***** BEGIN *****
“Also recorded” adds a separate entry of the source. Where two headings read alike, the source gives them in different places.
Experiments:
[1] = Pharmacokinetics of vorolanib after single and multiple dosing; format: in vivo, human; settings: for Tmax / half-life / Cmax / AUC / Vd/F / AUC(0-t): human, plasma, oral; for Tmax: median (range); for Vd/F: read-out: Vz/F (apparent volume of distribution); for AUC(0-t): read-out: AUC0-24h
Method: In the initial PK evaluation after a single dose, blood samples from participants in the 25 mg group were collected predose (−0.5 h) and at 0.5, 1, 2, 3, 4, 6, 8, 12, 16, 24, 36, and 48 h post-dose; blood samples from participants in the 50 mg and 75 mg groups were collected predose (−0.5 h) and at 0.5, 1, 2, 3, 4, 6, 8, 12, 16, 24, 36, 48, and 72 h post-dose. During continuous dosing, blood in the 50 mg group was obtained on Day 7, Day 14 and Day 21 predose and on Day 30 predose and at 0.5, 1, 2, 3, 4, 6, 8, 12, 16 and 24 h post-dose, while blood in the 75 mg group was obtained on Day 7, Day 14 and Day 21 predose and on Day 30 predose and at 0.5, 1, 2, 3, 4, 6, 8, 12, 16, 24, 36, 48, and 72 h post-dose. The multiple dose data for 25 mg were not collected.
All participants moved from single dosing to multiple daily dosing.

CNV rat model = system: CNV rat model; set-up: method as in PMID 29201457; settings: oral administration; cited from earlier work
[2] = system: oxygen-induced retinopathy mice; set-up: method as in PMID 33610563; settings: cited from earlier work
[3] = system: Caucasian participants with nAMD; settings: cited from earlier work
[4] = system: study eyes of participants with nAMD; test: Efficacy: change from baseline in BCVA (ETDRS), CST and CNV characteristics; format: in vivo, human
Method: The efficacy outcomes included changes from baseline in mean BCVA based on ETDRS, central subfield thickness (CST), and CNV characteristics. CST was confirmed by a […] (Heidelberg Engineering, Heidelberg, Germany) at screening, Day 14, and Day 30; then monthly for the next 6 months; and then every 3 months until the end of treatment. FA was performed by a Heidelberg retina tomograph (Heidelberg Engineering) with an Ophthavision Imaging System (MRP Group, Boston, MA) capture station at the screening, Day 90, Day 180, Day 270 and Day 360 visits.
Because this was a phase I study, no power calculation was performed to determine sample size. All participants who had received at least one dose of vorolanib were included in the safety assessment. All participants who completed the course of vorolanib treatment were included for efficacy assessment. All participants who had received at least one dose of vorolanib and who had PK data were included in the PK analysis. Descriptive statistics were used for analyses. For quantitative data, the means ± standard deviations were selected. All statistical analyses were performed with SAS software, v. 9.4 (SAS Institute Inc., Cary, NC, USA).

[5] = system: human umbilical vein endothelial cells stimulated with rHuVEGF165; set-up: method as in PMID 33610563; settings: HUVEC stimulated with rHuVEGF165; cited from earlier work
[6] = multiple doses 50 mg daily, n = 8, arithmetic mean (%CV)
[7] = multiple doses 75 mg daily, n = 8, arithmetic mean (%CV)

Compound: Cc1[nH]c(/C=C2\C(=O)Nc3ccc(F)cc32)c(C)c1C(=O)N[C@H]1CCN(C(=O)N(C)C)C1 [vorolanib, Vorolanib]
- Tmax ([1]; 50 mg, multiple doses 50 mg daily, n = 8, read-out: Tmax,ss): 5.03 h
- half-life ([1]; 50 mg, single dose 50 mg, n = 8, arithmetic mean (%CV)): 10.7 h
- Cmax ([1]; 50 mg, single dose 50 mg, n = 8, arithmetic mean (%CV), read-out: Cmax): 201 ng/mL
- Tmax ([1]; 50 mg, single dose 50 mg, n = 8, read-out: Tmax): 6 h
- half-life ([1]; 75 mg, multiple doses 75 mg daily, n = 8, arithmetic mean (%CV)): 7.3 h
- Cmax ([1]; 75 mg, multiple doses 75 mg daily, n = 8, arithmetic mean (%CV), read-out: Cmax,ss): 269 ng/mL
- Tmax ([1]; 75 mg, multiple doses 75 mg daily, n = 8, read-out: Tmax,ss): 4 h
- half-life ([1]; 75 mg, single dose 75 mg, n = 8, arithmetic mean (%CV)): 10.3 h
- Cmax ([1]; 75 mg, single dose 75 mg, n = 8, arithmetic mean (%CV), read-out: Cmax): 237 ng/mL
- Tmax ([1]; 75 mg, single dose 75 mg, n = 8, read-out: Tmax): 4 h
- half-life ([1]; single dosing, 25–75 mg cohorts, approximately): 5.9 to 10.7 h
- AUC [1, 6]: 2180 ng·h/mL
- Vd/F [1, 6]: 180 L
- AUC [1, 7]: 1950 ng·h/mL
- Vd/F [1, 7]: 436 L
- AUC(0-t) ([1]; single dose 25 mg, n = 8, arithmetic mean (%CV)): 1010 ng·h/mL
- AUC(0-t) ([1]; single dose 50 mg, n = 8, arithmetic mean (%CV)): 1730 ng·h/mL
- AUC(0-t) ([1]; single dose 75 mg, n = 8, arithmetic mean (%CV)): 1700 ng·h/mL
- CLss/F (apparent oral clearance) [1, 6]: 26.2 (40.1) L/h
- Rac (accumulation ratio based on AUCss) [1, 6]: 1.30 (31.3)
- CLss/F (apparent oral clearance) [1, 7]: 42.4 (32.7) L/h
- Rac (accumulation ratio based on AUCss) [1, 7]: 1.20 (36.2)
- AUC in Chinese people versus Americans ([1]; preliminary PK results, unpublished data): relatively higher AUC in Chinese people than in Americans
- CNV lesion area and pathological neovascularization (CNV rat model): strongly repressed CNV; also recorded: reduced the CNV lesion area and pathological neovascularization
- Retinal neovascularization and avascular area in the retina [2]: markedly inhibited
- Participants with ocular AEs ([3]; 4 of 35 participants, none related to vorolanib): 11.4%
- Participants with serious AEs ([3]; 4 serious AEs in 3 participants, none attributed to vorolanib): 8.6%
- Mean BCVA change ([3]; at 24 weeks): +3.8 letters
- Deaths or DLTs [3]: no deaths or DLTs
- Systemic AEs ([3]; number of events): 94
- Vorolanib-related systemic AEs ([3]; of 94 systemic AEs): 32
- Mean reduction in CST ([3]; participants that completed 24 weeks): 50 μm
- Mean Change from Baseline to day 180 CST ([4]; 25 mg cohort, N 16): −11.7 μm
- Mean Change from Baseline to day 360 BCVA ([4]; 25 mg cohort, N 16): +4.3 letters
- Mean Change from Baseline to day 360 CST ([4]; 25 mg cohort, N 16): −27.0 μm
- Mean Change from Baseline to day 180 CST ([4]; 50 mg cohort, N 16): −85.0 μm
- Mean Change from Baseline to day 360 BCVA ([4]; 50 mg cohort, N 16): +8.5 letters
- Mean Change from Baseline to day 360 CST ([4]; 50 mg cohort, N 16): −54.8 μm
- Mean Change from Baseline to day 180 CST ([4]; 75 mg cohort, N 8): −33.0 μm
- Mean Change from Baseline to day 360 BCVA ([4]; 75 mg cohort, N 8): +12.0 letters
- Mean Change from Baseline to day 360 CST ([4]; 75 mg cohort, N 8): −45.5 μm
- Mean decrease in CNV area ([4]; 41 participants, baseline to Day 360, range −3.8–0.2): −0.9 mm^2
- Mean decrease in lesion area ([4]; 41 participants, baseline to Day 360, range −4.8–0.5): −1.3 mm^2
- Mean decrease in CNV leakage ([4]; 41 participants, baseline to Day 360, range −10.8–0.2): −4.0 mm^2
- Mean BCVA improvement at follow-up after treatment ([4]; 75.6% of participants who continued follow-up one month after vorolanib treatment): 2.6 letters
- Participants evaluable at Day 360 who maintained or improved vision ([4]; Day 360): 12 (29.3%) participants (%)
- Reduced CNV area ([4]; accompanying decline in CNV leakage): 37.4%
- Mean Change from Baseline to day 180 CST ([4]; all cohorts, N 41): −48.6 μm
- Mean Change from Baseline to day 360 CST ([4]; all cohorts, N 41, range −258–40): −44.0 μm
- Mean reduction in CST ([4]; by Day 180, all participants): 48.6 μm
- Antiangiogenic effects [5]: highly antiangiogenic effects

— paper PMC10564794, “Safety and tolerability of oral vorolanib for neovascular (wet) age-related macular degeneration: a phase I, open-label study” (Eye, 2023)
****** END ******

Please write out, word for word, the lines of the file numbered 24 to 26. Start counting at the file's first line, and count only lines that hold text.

- Cmax ([1]; 75 mg, single dose 75 mg, n = 8, arithmetic mean (%CV), read-out: Cmax): 237 ng/mL
- Tmax ([1]; 75 mg, single dose 75 mg, n = 8, read-out: Tmax): 4 h
- half-life ([1]; single dosing, 25–75 mg cohorts, approximately): 5.9 to 10.7 h